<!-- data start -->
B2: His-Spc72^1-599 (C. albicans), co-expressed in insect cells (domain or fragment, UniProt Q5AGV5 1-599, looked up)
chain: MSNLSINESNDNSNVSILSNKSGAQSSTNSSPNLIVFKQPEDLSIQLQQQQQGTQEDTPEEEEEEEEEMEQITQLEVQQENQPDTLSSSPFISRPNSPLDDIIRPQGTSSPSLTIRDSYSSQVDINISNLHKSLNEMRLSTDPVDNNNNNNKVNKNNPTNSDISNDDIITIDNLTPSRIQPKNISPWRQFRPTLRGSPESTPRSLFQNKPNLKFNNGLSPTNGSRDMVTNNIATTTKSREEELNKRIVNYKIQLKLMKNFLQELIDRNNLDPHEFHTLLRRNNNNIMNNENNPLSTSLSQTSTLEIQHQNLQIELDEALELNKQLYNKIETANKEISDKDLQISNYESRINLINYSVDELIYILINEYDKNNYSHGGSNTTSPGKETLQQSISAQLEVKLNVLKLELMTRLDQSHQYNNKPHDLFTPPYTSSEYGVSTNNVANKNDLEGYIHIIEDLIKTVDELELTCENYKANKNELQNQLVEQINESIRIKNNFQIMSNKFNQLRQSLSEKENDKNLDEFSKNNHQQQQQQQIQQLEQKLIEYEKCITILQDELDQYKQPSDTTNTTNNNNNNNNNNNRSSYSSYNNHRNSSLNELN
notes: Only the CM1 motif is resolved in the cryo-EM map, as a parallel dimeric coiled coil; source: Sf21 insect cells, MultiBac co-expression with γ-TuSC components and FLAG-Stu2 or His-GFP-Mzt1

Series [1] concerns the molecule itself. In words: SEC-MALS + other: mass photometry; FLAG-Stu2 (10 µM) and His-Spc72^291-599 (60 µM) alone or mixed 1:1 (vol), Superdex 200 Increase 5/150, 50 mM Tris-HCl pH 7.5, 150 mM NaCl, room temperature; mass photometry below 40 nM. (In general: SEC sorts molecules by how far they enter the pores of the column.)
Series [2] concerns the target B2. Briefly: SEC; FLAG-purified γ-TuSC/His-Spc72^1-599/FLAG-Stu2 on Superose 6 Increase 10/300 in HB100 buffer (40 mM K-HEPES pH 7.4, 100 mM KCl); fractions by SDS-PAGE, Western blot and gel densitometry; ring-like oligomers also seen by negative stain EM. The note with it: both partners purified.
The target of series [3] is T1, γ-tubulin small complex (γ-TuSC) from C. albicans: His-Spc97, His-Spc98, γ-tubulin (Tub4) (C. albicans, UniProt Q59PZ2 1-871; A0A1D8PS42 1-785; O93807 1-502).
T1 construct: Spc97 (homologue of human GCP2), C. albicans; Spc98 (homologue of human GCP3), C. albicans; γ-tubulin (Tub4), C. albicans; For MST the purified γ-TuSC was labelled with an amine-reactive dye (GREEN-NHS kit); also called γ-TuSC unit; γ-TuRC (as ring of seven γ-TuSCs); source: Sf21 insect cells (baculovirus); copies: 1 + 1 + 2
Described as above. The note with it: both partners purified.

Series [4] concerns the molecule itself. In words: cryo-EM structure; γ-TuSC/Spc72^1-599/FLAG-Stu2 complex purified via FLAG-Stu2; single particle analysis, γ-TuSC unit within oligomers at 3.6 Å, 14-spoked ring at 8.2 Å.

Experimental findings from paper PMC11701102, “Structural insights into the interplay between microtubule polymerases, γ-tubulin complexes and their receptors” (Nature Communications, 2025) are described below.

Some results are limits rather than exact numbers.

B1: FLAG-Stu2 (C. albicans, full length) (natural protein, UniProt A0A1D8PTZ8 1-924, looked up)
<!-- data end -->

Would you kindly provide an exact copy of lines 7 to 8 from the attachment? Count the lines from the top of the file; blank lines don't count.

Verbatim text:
T1 construct: Spc97 (homologue of human GCP2), C. albicans; Spc98 (homologue of human GCP3), C. albicans; γ-tubulin (Tub4), C. albicans; For MST the purified γ-TuSC was labelled with an amine-reactive dye (GREEN-NHS kit); also called γ-TuSC unit; γ-TuRC (as ring of seven γ-TuSCs); source: Sf21 insect cells (baculovirus); copies: 1 + 1 + 2
Described as above. The note with it: both partners purified.